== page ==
The final opening band did not go down so well. In fact I felt a bit sorry for them, as after the enthusiastic applause that The Surrogate invited they received total silence at the end of each song. I don't remember their name, which is perhaps just as well because I wasn't very impressed by them. They sounded about halfway between Converge and Parkway Drive: screamy hardcore stuff. The singer did have a good strong voice, but I thought that their songs were kind of straightforward and boring, and their performances lacked the fire that that style of music really needs.

Finally Rosetta themselves took the stage. They were plagued by technical troubles to start with, including no vocals for the first song, and a muddy mix that rendered their spacey wall of sound mostly into a dull roar. Such things are to be expected at a rock show though and Rosetta compensated admirably with an impassioned performance. It's been a while since I had the opportunity to go to a smaller gig, where you can get right up and close to the band (close enough to get a bit of a shower when the vocalist went nuts on the climaxes), and the audience is well behaved but appreciative.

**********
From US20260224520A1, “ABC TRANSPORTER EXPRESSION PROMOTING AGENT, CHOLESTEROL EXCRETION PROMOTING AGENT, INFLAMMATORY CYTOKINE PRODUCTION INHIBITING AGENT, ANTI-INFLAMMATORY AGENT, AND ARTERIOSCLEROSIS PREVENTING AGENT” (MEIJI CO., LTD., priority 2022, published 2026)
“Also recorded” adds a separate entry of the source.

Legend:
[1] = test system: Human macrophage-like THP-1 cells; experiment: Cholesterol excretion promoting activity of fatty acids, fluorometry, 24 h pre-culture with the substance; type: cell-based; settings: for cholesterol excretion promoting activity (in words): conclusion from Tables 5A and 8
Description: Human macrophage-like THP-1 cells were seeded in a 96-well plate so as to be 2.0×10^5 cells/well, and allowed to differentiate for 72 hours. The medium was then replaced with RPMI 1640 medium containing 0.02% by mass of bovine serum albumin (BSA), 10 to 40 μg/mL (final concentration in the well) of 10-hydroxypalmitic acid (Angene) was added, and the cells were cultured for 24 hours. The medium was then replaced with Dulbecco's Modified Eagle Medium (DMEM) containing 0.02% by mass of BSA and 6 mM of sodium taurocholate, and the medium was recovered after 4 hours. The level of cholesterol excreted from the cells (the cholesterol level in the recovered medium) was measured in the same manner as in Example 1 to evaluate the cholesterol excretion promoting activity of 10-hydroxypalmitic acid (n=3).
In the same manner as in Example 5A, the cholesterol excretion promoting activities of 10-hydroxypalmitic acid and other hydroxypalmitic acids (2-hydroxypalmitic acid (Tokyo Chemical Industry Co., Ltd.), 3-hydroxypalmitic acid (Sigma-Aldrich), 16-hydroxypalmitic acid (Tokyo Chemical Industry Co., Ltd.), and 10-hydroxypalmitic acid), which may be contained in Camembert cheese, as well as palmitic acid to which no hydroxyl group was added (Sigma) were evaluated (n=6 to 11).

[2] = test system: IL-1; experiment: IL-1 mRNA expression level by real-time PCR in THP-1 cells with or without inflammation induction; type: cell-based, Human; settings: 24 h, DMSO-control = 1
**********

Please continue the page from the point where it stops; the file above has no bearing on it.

Hopefully it wasn't too expensive for them to come all the way over here and play. I'd love to see them again soon!

Here's the only video of them on youtube, or at least the only one I could find:

We were a much better audience than those guys by the way.